It is still difficult to comprehend that this little human has almost 365 days of existence under her belt. (Wait. It's leap year - so technically 366?!?) As a family we've been evolving for the past several years. We have been buying more reusable, earth friendly products. We cloth diaper as much as we can. We recycle. We buy locally. We are participating this year in CSAs - meat, fruit, egg, and vegetables. We "own" part of a cow and will receive raw milk starting next month. We compost. We've started a garden. We are using naturals in our home as much as we can. Plastics are being re-purposed or donated. Wood and glass are replacing them. We love our local organic restaurants and the resources our area has to offer. So far, we're improving.
But, a birthday presents challenges. A birthday calls for a huge celebration! Your gut tells you to buy buy buy! Buy food that isn't healthy. Buy plastic toys that will be played with a handful of times. Buy decorations, invitations, stamps, etc. and use gas to buy, ship, and send. It calls for spending, wasting, and stressing. Ordinarily I would be charging full steam ahead to create an amazingly decorated and executed party. For a one year old.
She's one!! She cares about Mommy, Daddy, and Moo. She cares about friends, hugs, kisses, and giggles. She cares about seeing family that she doesn't see daily and seeing friends that she does. She cares about playing. She cares about kitties. She cares about eating REAL food. She cares about being outside.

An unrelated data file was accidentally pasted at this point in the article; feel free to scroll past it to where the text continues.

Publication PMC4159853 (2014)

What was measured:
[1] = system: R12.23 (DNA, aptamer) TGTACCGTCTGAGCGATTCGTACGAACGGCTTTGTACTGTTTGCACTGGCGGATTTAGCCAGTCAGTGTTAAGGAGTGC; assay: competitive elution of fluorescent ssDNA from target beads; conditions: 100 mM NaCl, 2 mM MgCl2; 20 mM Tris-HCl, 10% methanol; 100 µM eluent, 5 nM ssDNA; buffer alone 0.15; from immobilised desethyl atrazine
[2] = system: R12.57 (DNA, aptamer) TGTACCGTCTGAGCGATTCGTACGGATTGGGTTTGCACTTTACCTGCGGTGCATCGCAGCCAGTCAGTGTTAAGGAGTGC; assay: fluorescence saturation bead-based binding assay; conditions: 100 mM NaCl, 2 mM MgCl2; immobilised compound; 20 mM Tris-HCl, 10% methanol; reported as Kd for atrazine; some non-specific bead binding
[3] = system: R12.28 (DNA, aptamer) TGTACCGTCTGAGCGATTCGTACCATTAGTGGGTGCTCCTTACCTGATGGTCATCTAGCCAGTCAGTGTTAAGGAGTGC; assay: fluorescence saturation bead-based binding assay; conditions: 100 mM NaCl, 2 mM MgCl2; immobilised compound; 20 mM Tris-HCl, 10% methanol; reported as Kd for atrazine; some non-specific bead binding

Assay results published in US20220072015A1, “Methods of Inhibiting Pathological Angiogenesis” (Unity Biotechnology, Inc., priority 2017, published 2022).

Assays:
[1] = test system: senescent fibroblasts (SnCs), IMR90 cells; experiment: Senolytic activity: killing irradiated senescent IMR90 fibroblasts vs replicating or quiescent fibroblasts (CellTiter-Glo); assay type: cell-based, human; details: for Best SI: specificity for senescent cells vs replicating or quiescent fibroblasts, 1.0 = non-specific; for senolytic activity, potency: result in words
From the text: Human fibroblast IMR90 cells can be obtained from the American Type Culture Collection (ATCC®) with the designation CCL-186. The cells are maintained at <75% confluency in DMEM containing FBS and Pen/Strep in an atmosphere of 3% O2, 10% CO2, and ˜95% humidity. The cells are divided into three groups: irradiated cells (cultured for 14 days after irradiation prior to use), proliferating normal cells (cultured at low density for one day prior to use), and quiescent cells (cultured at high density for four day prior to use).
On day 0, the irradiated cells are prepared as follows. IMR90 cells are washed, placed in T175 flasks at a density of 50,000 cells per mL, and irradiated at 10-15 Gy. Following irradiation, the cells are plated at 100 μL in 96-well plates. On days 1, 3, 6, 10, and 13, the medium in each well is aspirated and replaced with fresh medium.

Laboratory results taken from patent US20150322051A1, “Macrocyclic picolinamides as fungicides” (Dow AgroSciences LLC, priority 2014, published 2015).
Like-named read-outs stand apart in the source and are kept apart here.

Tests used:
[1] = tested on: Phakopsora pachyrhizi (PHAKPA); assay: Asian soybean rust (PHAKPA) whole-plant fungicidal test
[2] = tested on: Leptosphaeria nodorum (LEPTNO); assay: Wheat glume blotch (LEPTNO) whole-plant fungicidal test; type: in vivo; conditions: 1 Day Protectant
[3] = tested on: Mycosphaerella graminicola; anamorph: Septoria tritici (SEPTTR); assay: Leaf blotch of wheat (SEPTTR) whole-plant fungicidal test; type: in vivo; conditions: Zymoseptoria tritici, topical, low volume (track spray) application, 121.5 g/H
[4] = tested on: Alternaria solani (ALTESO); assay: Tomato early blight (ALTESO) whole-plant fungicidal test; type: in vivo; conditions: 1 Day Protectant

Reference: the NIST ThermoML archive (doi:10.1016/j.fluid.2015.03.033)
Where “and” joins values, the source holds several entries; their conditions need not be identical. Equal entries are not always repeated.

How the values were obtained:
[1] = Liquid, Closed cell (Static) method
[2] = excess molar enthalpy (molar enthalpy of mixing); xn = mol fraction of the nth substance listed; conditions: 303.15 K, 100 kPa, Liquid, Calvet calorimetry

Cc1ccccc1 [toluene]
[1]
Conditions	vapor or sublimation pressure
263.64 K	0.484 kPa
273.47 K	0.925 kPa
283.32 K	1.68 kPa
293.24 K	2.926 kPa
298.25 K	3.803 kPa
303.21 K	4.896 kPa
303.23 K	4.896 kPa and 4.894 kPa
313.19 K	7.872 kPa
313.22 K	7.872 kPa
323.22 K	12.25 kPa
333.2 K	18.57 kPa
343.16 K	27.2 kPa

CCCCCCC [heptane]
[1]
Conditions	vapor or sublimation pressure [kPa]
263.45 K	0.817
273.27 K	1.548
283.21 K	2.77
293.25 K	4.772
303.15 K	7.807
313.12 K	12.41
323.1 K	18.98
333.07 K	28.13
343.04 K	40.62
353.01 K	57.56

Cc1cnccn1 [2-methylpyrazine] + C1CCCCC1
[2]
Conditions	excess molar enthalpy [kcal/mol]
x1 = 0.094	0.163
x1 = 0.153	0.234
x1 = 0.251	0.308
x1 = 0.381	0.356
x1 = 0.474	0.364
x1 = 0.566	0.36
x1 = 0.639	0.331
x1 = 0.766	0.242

I mentally suffered for a few months, considering what I should do about her birthday. Where should we have it? How many should we invite? What was the theme - decorations, favors, food, gifts. Lists began to form first in my mind and next on paper. Each item on the list suddenly had its own list. The tasks mounted. And I began to dread it all.
A few nights ago Andrew and I were talking about the upcoming milestone. I mentioned how I'd rather have a small party with a few friends and family and the ability to focus on seeing my children play and enjoy everyone rather than playing the hostess. As I continued my bleating I heard him sigh.
"If you don't want to do it, then don't."
"But, I have to! I mean, it's her birthday. I want it to be perfect for her."
It was then that I actually HEARD my words. This party was about her. It was about relationships, experiences, and enjoyment. It doesn't matter to her if the affair is catered or if I throw together a fruit bowl. What WILL matter to her now and in the future is that those who love her and who are contributing to her life and her rearing were there - that they toasted her life and her worth.
My lists have now evolved. I will complete the invitations and send them out via email. I will make the small list of gifts I have for her rather than buy her. (I did cave and buy her a specially made wooden toy and a small purse whose pattern bears her name.) There will be no plastic toys, no wasted money on things we'll never use, and no junk (one of Moo's favorite words) to be sent home for others. We will feast on local fruit, cheeses, and freshly made lemonade.
We will have cake.
I will continue to knit the blanket that I hope will become an heirloom for her children. And I will be content knowing that sometimes less really is more.